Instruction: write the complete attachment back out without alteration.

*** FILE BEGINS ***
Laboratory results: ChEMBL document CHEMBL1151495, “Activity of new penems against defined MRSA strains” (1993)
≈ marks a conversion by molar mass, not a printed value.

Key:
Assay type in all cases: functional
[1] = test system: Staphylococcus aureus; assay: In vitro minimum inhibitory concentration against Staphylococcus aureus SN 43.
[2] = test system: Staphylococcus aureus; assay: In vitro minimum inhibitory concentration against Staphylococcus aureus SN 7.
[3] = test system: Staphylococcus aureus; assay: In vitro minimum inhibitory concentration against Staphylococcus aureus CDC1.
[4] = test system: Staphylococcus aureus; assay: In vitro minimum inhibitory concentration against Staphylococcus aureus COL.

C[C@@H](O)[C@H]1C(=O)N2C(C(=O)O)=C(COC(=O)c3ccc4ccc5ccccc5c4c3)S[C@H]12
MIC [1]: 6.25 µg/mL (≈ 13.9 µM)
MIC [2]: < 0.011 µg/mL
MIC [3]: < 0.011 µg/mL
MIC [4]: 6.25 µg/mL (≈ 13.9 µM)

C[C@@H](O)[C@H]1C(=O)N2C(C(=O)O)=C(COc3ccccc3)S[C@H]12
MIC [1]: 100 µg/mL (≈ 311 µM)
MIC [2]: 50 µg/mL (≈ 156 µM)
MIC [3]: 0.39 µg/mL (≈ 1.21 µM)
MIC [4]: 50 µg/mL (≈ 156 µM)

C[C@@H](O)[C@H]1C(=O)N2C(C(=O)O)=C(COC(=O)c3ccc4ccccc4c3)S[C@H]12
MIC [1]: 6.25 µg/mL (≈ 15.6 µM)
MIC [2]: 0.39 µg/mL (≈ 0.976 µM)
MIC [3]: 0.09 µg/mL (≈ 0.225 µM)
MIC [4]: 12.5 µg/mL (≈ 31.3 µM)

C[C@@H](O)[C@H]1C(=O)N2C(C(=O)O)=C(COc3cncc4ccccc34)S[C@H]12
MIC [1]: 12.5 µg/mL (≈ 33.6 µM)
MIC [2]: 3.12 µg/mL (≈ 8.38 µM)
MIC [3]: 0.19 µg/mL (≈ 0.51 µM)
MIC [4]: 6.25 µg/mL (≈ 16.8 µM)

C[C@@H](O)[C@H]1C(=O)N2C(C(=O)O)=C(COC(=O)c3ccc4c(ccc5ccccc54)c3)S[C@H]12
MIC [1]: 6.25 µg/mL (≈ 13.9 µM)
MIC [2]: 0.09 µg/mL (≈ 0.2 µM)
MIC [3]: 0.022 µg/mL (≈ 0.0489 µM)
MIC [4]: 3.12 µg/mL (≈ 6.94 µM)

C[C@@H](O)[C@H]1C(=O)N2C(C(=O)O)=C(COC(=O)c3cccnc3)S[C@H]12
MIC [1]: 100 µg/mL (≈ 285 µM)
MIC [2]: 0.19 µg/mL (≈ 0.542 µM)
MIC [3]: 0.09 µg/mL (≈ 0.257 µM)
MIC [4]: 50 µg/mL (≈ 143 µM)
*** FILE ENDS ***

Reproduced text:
Laboratory results: ChEMBL document CHEMBL1151495, “Activity of new penems against defined MRSA strains” (1993)
≈ marks a conversion by molar mass, not a printed value.

Key:
Assay type in all cases: functional
[1] = test system: Staphylococcus aureus; assay: In vitro minimum inhibitory concentration against Staphylococcus aureus SN 43.
[2] = test system: Staphylococcus aureus; assay: In vitro minimum inhibitory concentration against Staphylococcus aureus SN 7.
[3] = test system: Staphylococcus aureus; assay: In vitro minimum inhibitory concentration against Staphylococcus aureus CDC1.
[4] = test system: Staphylococcus aureus; assay: In vitro minimum inhibitory concentration against Staphylococcus aureus COL.

C[C@@H](O)[C@H]1C(=O)N2C(C(=O)O)=C(COC(=O)c3ccc4ccc5ccccc5c4c3)S[C@H]12
MIC [1]: 6.25 µg/mL (≈ 13.9 µM)
MIC [2]: < 0.011 µg/mL
MIC [3]: < 0.011 µg/mL
MIC [4]: 6.25 µg/mL (≈ 13.9 µM)

C[C@@H](O)[C@H]1C(=O)N2C(C(=O)O)=C(COc3ccccc3)S[C@H]12
MIC [1]: 100 µg/mL (≈ 311 µM)
MIC [2]: 50 µg/mL (≈ 156 µM)
MIC [3]: 0.39 µg/mL (≈ 1.21 µM)
MIC [4]: 50 µg/mL (≈ 156 µM)

C[C@@H](O)[C@H]1C(=O)N2C(C(=O)O)=C(COC(=O)c3ccc4ccccc4c3)S[C@H]12
MIC [1]: 6.25 µg/mL (≈ 15.6 µM)
MIC [2]: 0.39 µg/mL (≈ 0.976 µM)
MIC [3]: 0.09 µg/mL (≈ 0.225 µM)
MIC [4]: 12.5 µg/mL (≈ 31.3 µM)

C[C@@H](O)[C@H]1C(=O)N2C(C(=O)O)=C(COc3cncc4ccccc34)S[C@H]12
MIC [1]: 12.5 µg/mL (≈ 33.6 µM)
MIC [2]: 3.12 µg/mL (≈ 8.38 µM)
MIC [3]: 0.19 µg/mL (≈ 0.51 µM)
MIC [4]: 6.25 µg/mL (≈ 16.8 µM)

C[C@@H](O)[C@H]1C(=O)N2C(C(=O)O)=C(COC(=O)c3ccc4c(ccc5ccccc54)c3)S[C@H]12
MIC [1]: 6.25 µg/mL (≈ 13.9 µM)
MIC [2]: 0.09 µg/mL (≈ 0.2 µM)
MIC [3]: 0.022 µg/mL (≈ 0.0489 µM)
MIC [4]: 3.12 µg/mL (≈ 6.94 µM)

C[C@@H](O)[C@H]1C(=O)N2C(C(=O)O)=C(COC(=O)c3cccnc3)S[C@H]12
MIC [1]: 100 µg/mL (≈ 285 µM)
MIC [2]: 0.19 µg/mL (≈ 0.542 µM)
MIC [3]: 0.09 µg/mL (≈ 0.257 µM)
MIC [4]: 50 µg/mL (≈ 143 µM)